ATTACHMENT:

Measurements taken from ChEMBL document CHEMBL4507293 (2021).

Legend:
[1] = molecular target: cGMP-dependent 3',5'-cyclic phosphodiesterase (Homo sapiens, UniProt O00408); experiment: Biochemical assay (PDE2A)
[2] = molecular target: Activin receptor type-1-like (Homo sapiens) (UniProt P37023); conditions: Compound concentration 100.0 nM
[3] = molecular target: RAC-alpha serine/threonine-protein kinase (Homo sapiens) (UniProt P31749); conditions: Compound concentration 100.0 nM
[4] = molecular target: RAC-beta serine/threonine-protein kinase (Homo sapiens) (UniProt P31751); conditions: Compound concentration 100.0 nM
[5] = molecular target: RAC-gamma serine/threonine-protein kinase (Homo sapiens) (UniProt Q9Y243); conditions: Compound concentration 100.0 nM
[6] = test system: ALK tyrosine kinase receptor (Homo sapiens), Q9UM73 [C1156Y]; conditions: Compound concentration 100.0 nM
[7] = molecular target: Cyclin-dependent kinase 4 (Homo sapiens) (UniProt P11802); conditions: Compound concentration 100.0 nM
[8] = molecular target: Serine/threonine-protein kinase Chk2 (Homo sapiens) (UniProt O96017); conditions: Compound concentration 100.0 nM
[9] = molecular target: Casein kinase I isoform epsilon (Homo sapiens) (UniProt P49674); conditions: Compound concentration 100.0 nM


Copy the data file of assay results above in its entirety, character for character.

Measurements taken from ChEMBL document CHEMBL4507293 (2021).

Legend:
[1] = molecular target: cGMP-dependent 3',5'-cyclic phosphodiesterase (Homo sapiens, UniProt O00408); experiment: Biochemical assay (PDE2A)
[2] = molecular target: Activin receptor type-1-like (Homo sapiens) (UniProt P37023); conditions: Compound concentration 100.0 nM
[3] = molecular target: RAC-alpha serine/threonine-protein kinase (Homo sapiens) (UniProt P31749); conditions: Compound concentration 100.0 nM
[4] = molecular target: RAC-beta serine/threonine-protein kinase (Homo sapiens) (UniProt P31751); conditions: Compound concentration 100.0 nM
[5] = molecular target: RAC-gamma serine/threonine-protein kinase (Homo sapiens) (UniProt Q9Y243); conditions: Compound concentration 100.0 nM
[6] = test system: ALK tyrosine kinase receptor (Homo sapiens), Q9UM73 [C1156Y]; conditions: Compound concentration 100.0 nM
[7] = molecular target: Cyclin-dependent kinase 4 (Homo sapiens) (UniProt P11802); conditions: Compound concentration 100.0 nM
[8] = molecular target: Serine/threonine-protein kinase Chk2 (Homo sapiens) (UniProt O96017); conditions: Compound concentration 100.0 nM
[9] = molecular target: Casein kinase I isoform epsilon (Homo sapiens) (UniProt P49674); conditions: Compound concentration 100.0 nM